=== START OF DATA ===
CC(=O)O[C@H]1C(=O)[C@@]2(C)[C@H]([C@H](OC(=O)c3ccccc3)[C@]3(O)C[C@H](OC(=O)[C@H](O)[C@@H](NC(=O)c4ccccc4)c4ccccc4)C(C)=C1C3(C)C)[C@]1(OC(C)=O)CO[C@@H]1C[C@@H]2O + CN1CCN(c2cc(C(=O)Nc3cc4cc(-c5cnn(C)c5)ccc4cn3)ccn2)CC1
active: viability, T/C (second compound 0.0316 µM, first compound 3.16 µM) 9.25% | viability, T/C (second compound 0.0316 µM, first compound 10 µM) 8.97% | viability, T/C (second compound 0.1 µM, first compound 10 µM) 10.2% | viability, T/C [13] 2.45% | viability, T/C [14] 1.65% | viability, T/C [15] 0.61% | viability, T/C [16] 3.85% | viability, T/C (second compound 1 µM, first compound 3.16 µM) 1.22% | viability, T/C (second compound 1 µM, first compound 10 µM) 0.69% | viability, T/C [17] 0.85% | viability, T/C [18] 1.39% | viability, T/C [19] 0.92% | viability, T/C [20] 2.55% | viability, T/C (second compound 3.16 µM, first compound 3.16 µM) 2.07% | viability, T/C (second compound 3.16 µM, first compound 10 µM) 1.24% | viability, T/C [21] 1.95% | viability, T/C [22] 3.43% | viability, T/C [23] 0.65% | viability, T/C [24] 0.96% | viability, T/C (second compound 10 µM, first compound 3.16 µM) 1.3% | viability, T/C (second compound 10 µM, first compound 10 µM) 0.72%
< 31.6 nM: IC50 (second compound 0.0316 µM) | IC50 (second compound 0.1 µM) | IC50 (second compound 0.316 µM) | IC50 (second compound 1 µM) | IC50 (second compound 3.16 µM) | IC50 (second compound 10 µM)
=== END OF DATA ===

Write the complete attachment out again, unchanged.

CC(=O)O[C@H]1C(=O)[C@@]2(C)[C@H]([C@H](OC(=O)c3ccccc3)[C@]3(O)C[C@H](OC(=O)[C@H](O)[C@@H](NC(=O)c4ccccc4)c4ccccc4)C(C)=C1C3(C)C)[C@]1(OC(C)=O)CO[C@@H]1C[C@@H]2O + CN1CCN(c2cc(C(=O)Nc3cc4cc(-c5cnn(C)c5)ccc4cn3)ccn2)CC1
active: viability, T/C (second compound 0.0316 µM, first compound 3.16 µM) 9.25% | viability, T/C (second compound 0.0316 µM, first compound 10 µM) 8.97% | viability, T/C (second compound 0.1 µM, first compound 10 µM) 10.2% | viability, T/C [13] 2.45% | viability, T/C [14] 1.65% | viability, T/C [15] 0.61% | viability, T/C [16] 3.85% | viability, T/C (second compound 1 µM, first compound 3.16 µM) 1.22% | viability, T/C (second compound 1 µM, first compound 10 µM) 0.69% | viability, T/C [17] 0.85% | viability, T/C [18] 1.39% | viability, T/C [19] 0.92% | viability, T/C [20] 2.55% | viability, T/C (second compound 3.16 µM, first compound 3.16 µM) 2.07% | viability, T/C (second compound 3.16 µM, first compound 10 µM) 1.24% | viability, T/C [21] 1.95% | viability, T/C [22] 3.43% | viability, T/C [23] 0.65% | viability, T/C [24] 0.96% | viability, T/C (second compound 10 µM, first compound 3.16 µM) 1.3% | viability, T/C (second compound 10 µM, first compound 10 µM) 0.72%
< 31.6 nM: IC50 (second compound 0.0316 µM) | IC50 (second compound 0.1 µM) | IC50 (second compound 0.316 µM) | IC50 (second compound 1 µM) | IC50 (second compound 3.16 µM) | IC50 (second compound 10 µM)